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Re: Home Security Systems
Old 01-04-2007, 06:17 PM   #21
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Re: Home Security Systems

We have a 10 year old wired system installed by a local quality security company. Then they were bought out. Response call center in another state (they are clueless about local geography), billing problems, you name it. General PITA. Other security companies won't work with another installer's system.

Today we would install a wireless system that called us first as we set it when we are away.

Most burglars avoid homes with a horn that goes off upon intrusion. Secure locks on doors and windows that are USED help a lot. The one time someone got into our home they entered through an unlocked sliding door at the back. The horn went off, police came out but couldn't find anything amiss. The perp had hidden in a garage storage area behind boxes. Once the cops left he opened the garage door and fled. Now we check all the doors, even the ones we think are locked. We lock the door to the garage storage area and turn off the power to the garage doors.

One homeowner in the region managed to kill an intruder, but I think most thieves prefer to work empty homes. If they find a gun in the home they will steal it and sell to a bad guy.
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Re: Home Security Systems
Old 01-04-2007, 11:17 PM   #22
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Re: Home Security Systems

We have never had an alarm system at our house. But, I volunteer at my local police department and the majority of alarm providers are ADT & Brinks.

It's costly around here to have an alarm. The registration fee is $50 per year, and the fees start at $50 and go up to $100 for each false alarm.
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Re: Home Security Systems
Old 01-05-2007, 02:41 AM   #23
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Re: Home Security Systems

Used Brinks for 3 years. FREE install. $32 a month (including $5 monthly equip insurance which I've never used).
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Re: Home Security Systems
Old 01-05-2007, 06:11 AM   #24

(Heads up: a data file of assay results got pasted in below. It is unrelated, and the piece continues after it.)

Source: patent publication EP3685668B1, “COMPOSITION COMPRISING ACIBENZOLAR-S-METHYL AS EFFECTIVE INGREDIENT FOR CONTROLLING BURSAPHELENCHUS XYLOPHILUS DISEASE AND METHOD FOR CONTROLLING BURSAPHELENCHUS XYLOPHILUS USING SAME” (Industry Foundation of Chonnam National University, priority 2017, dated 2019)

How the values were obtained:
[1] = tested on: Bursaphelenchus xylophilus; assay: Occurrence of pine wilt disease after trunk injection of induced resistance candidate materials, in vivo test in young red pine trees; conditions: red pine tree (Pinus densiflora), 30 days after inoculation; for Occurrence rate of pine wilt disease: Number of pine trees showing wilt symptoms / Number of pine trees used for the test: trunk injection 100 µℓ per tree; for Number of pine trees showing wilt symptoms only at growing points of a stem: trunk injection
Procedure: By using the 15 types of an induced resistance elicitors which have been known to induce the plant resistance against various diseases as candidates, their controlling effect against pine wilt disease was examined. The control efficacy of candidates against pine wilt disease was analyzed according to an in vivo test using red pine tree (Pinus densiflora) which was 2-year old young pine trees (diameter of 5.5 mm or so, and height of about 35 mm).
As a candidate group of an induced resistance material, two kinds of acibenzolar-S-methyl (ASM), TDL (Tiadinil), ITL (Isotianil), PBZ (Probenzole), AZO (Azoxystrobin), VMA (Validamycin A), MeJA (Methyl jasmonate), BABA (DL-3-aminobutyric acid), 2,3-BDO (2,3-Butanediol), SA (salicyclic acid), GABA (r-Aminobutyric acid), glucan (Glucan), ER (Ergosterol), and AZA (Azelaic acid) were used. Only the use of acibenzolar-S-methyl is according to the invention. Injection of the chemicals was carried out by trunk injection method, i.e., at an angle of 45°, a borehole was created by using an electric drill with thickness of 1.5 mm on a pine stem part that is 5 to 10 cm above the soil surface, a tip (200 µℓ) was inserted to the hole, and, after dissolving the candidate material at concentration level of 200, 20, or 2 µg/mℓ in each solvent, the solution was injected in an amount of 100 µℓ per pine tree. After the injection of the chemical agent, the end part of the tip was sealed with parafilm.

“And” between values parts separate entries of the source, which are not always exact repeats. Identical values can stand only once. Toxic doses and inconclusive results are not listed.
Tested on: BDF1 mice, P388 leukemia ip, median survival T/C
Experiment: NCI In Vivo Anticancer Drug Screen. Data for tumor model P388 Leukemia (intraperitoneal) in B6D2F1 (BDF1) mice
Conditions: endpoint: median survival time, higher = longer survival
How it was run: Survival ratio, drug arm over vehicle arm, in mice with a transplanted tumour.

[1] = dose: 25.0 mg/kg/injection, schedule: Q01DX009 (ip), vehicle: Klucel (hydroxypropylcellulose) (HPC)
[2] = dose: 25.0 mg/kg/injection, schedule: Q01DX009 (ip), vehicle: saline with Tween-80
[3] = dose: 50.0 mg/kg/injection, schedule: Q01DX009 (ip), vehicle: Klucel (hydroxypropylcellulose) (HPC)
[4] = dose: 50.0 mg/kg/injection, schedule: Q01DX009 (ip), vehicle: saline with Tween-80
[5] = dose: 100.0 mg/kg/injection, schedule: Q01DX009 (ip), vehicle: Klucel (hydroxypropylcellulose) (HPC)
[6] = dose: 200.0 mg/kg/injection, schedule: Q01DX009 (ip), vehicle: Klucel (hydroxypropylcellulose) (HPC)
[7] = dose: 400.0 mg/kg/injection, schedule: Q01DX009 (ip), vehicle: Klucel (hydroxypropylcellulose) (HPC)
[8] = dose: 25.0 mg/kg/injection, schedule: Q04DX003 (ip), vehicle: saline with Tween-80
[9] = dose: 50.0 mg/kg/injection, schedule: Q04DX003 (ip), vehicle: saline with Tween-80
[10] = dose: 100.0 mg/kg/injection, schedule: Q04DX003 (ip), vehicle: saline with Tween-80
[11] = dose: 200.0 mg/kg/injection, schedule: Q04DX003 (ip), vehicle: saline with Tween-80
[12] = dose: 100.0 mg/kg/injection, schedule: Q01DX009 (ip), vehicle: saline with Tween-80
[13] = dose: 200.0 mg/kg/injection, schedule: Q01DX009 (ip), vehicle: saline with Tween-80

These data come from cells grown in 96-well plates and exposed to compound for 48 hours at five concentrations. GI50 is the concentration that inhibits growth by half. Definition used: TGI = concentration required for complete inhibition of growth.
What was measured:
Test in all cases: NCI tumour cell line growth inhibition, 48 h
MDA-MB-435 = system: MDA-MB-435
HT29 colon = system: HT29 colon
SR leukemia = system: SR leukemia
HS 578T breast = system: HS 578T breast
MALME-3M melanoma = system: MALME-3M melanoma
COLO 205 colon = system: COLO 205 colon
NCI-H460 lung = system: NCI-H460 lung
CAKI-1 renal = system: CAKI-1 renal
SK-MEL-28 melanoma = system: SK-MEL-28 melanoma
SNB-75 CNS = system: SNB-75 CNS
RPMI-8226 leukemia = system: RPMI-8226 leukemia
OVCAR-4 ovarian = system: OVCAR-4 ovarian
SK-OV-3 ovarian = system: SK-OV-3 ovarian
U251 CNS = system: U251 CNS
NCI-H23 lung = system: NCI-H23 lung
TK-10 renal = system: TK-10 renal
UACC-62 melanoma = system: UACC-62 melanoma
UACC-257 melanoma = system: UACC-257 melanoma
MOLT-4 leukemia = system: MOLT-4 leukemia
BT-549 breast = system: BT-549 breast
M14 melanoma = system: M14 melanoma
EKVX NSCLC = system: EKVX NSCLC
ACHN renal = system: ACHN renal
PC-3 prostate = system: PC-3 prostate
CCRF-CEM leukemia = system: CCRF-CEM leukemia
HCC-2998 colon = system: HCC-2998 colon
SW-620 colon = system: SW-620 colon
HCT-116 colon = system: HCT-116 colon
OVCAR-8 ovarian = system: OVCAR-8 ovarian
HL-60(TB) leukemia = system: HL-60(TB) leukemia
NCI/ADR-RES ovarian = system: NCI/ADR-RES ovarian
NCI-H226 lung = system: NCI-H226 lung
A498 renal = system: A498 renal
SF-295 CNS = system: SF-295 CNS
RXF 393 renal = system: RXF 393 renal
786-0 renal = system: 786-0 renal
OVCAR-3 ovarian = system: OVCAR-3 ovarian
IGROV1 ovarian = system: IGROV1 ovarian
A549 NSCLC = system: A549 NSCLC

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Re: Home Security Systems

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Re: Home Security Systems
Old 01-05-2007, 07:20 AM   #25
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Re: Home Security Systems

After 25 years in a fish camp over water outside the levee system - I try not to own anything I'm not willing to lose(you can't take it with you).

Now in the midwest - I often don't lock my door.

Heh heh heh heh - I would be pissed if someone sole my dog(the Golden Retriever). The eight month Pug has entered a 'chewing phase' - HE could get stolen(please!).
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Re: Home Security Systems
Old 01-05-2007, 12:02 PM   #26
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Re: Home Security Systems

As I often say, this is a case where you don't need to outrun the bear, just the other guy you're with. A thief will rob the house that looks easiest.

Put in a few security lights. Put a security door on the side door of the garage or any other easy to break-in place. I put in a couple of those little stick-on contact 'screamers' on windows that we never open that might look like a nice spot to break in and made sure they were really easy to see from outside. I bought an ADT sign and 10 window stickers for $20 on ebay. Dogs and a nice big "beware of dog!" sign tacked onto the side fence gate that I pluralized with a black marker.

I'm considering a couple of those small battery operated "fake" security cameras you can buy on Amazon to tuck up under the eaves.

Another fun option is the motion activated water sprayer they sell on amazon. Hook it up to a hose, stick a battery in it, set one in the front yard and the back yard and leave them on at night or while you're away. No stray animals will come into the yard and if some prospective thief comes by, you'll know which one he is. The wet one.